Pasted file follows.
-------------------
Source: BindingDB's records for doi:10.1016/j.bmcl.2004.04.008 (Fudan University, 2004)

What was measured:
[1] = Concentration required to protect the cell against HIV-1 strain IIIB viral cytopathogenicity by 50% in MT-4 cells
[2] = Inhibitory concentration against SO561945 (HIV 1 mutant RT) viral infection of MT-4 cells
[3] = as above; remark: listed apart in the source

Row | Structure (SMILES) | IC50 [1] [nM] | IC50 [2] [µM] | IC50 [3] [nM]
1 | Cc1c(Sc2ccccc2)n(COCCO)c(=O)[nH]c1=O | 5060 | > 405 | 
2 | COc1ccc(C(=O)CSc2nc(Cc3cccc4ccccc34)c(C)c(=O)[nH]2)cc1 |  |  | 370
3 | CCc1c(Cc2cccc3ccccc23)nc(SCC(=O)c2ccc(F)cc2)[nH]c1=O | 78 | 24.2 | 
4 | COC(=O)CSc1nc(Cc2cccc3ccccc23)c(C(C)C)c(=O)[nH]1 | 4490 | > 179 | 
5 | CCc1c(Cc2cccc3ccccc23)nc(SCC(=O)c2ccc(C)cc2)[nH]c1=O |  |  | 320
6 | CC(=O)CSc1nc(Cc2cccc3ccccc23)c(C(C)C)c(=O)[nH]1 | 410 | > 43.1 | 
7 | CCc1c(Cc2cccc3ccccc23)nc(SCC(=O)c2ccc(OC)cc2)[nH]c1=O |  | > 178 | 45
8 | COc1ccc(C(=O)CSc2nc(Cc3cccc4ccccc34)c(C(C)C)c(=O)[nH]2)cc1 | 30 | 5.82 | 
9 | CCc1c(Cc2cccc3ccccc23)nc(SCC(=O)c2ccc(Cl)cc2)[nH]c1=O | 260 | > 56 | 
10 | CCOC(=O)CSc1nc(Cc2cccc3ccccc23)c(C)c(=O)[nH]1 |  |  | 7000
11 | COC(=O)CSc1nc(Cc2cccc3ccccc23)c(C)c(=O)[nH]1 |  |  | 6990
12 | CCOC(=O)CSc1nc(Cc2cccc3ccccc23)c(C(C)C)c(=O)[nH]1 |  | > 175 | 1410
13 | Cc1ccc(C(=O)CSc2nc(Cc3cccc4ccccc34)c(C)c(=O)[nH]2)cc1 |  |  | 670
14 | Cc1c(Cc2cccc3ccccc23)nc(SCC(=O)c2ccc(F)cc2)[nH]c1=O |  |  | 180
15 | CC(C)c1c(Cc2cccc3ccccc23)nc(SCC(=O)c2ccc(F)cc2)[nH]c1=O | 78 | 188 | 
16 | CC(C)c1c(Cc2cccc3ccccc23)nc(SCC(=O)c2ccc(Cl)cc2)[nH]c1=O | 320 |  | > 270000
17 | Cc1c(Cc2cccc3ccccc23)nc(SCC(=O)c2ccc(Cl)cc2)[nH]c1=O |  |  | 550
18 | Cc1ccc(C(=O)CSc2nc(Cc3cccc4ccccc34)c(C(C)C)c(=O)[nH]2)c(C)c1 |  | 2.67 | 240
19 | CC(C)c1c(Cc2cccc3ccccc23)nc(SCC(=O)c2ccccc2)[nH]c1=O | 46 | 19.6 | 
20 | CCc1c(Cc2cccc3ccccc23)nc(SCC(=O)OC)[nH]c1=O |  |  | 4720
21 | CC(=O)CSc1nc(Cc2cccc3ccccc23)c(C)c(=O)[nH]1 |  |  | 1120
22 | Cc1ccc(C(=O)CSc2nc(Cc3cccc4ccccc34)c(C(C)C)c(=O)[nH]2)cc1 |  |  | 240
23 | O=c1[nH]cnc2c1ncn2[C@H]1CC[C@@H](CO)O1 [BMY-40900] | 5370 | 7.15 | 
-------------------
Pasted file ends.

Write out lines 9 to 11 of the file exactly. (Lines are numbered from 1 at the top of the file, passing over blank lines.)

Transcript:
3 | CCc1c(Cc2cccc3ccccc23)nc(SCC(=O)c2ccc(F)cc2)[nH]c1=O | 78 | 24.2 | 
4 | COC(=O)CSc1nc(Cc2cccc3ccccc23)c(C(C)C)c(=O)[nH]1 | 4490 | > 179 | 
5 | CCc1c(Cc2cccc3ccccc23)nc(SCC(=O)c2ccc(C)cc2)[nH]c1=O |  |  | 320